Arts and Humanities


Edited by: Brenda Jo Brueggemann & Gary L. Albrecht

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  • The SAGE Reference Series on Disability: Key Issues and Future Directions

    Series Editor: Gary L. Albrecht

    Arts and Humanities, by Brenda Jo Brueggemann

    Assistive Technology and Science, by Cathy Bodine

    Disability Through the Life Course, by Tamar Heller and Sarah Parker Harris

    Education, by Cheryl Hanley-Maxwell and Lana Collet-Klingenberg

    Employment and Work, by Susanne M. Bruyère and Linda Barrington

    Ethics, Law, and Policy, by Jerome E. Bickenbach

    Health and Medicine, by Ross M. Mullner

    Rehabilitation Interventions, by Margaret A. Turk and Nancy R. Mudrick


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    Series Introduction

    The SAGE Reference Series on Disability appears at a time when global attention is being focused on disability at all levels of society. Researchers, service providers, and policymakers are concerned with the prevalence, experience, meanings, and costs of disability because of the growing impact of disability on individuals and their families and subsequent increased demand for services (Banta & de Wit, 2008; Martin et al., 2010; Mont, 2007; Whitaker, 2010). For their part, disabled people and their families are keenly interested in taking a more proactive stance in recognizing and dealing with disability in their lives (Charlton, 1998; Iezzoni & O'Day, 2006). As a result, there is burgeoning literature, heightened Web activity, myriad Internet information and discussion groups, and new policy proposals and programs designed to produce evidence and disseminate information so that people with disabilities may be informed and live more independently (see, for example, the World Institute of Disability Web site at, the Center for International Rehabilitation Research Information and Exchange Web site at, and the Web portal to caregiver support groups at

    Disability is recognized as a critical medical and social problem in current society, central to the discussions of health care and social welfare policies taking place around the world. The prominence of these disability issues is highlighted by the attention given to them by the most respected national and international organizations. The World Report on Disability (2011), co-sponsored by the World Health Organization (WHO) and the World Bank and based on an analysis of surveys from over 100 countries, estimates that 15% of the world's population (more than 1 billion people) currently experiences disability. This is the best prevalence estimate available today and indicates a marked increase over previous epidemiological calculations. Based on this work, the British medical journal Lancet dedicated an entire issue (November 28, 2009) to disability, focusing attention on the salience of the problem for health care systems worldwide. In addition, the WHO has developed community-based rehabilitation principles and strategies which are applicable to communities of diverse cultures and at all levels of development (WHO, 2010). The World Bank is concerned because of the link between disability and poverty (World Bank, 2004). Disability, in their view, could be a major impediment to economic development, particularly in emerging economies.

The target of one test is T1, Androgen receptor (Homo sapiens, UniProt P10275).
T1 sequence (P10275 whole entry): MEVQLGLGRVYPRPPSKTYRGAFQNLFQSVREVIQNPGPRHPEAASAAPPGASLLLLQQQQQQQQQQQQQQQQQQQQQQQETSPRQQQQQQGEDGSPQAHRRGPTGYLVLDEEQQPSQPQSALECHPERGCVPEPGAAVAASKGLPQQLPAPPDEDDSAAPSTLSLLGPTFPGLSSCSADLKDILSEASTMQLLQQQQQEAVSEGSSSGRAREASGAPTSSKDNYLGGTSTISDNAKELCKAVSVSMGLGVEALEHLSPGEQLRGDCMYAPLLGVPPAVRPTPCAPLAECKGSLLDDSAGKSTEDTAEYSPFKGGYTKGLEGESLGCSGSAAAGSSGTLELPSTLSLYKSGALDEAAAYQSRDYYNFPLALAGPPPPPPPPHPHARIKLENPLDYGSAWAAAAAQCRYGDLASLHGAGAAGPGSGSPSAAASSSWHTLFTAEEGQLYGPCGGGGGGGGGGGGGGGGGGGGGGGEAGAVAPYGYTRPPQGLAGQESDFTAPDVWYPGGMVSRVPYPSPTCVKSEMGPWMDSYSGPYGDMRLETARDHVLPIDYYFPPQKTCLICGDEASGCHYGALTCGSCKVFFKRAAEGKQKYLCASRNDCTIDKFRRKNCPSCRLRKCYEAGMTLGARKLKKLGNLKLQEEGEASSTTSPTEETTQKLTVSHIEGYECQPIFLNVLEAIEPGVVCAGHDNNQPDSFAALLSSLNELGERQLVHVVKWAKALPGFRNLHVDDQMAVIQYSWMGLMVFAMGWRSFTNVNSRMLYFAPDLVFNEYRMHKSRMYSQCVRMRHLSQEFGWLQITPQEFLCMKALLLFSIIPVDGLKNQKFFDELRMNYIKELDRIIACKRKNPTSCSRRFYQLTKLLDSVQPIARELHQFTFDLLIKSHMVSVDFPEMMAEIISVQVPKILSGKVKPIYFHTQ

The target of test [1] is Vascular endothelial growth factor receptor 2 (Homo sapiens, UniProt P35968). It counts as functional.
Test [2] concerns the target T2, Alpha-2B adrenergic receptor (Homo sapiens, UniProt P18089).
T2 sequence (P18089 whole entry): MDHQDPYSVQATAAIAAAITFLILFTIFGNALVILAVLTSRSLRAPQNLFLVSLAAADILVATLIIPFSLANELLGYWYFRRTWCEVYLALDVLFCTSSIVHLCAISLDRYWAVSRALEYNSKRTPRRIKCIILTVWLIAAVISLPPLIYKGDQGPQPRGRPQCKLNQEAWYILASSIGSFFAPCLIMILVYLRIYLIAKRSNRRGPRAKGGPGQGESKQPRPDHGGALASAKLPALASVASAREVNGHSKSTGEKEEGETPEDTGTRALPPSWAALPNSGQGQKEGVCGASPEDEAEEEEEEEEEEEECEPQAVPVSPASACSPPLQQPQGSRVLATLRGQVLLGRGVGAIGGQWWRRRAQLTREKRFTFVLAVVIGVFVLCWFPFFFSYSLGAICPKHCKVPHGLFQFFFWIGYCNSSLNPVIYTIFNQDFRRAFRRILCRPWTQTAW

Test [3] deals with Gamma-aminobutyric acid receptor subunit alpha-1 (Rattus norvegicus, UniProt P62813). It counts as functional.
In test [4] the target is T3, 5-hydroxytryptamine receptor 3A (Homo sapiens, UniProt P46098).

Efforts to address the problem of disability also have legal and human rights implications. Being disabled has historically led to discrimination, stigma, and dependency, which diminish an individual's full rights to citizenship and equality (European Disability Forum, 2003). In response to these concerns, the United Nations Convention on the Rights of Persons with Disabilities (2008) and the European Union Disability Strategy embodying the Charter of Fundamental Rights (2000) were passed to affirm that disabled people have the right to acquire and change nationalities, cannot be deprived of their ability to exercise liberty, have freedom of movement, are free to leave any country including their own, are not deprived of the right to enter their own country, and have access to the welfare and benefits afforded to any citizen of their country. As of March 31, 2010, 144 nations—including the United States, China, India, and Russia—had signed the U.N. Convention, and the European Union Disability Strategy had been ratified by all members of the European Community. These international agreements supplement and elaborate disability rights legislation such as the Americans with Disabilities Act of 1990 and its amendments, the U.K. Disability Discrimination Act of 1995, and the Disabled Person's Fundamental Law of Japan, revised in 1993.

    In the United States, the Institute of Medicine of the National Academy of Sciences has persistently focused attention on the medical, public health, and social policy aspects of disability in a broad-ranging series of reports: Disability in America (1991), Enabling America (1997), The Dynamics of Disability: Measuring and Monitoring Disability for Social Security Programs, (2002), The Future of Disability in America (2007), and Improving the Presumptive Disability Decision-Making Process for Veterans (2008). The Centers for Disease Control have a long-standing interest in diabetes and obesity because of their effects on morbidity, mortality, and disability. Current data show that the incidence and prevalence of obesity is rising across all age groups in the United States, that obesity is related to diabetes, which is also on the rise, and that both, taken together, increase the likelihood of experiencing disability (Bleich et al., 2008; Gill et al., 2010). People with diabetes also are likely to have comorbid depression, which increases their chances of functional disability (Egede, 2004).